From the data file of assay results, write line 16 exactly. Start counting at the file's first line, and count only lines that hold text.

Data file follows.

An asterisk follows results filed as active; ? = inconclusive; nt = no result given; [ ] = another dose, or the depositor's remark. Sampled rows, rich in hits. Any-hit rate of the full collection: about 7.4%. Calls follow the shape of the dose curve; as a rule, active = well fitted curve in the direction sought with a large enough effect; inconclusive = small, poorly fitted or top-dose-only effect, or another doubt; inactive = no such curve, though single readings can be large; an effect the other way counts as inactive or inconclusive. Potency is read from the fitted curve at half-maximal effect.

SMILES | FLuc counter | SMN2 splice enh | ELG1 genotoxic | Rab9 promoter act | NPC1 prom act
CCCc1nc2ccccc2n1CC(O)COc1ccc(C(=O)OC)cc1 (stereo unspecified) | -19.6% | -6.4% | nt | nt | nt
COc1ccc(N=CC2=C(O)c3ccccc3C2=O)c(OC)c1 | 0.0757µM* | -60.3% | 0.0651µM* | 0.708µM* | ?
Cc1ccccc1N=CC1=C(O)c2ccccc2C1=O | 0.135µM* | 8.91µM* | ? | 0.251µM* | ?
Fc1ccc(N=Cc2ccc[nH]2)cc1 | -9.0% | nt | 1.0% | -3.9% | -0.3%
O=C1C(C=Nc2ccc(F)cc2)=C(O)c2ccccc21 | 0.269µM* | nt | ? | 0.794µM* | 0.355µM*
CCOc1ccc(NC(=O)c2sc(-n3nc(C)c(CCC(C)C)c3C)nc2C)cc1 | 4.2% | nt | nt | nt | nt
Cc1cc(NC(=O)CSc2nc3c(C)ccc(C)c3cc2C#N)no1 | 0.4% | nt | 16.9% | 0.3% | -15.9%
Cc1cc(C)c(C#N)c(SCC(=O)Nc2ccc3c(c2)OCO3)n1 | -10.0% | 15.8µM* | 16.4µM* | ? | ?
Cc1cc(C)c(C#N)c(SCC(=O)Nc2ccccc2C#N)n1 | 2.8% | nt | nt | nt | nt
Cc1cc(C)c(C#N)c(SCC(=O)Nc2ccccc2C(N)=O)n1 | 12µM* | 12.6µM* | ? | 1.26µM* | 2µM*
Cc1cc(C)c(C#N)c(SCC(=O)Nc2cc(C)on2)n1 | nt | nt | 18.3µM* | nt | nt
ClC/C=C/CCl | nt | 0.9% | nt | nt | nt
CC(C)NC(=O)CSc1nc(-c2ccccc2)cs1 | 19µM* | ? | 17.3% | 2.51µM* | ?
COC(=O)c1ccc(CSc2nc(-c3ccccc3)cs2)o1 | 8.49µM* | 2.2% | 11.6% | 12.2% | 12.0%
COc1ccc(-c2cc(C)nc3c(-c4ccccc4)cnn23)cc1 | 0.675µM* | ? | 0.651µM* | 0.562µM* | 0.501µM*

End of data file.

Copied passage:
COC(=O)c1ccc(CSc2nc(-c3ccccc3)cs2)o1 | 8.49µM* | 2.2% | 11.6% | 12.2% | 12.0%